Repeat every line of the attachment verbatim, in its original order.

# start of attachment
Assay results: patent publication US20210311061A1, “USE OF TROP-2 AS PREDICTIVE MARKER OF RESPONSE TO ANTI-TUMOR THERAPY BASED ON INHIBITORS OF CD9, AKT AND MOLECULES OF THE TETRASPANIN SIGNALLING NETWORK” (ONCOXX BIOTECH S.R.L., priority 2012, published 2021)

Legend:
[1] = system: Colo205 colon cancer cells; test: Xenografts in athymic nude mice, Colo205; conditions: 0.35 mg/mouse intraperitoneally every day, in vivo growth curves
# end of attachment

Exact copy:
Assay results: patent publication US20210311061A1, “USE OF TROP-2 AS PREDICTIVE MARKER OF RESPONSE TO ANTI-TUMOR THERAPY BASED ON INHIBITORS OF CD9, AKT AND MOLECULES OF THE TETRASPANIN SIGNALLING NETWORK” (ONCOXX BIOTECH S.R.L., priority 2012, published 2021)

Legend:
[1] = system: Colo205 colon cancer cells; test: Xenografts in athymic nude mice, Colo205; conditions: 0.35 mg/mouse intraperitoneally every day, in vivo growth curves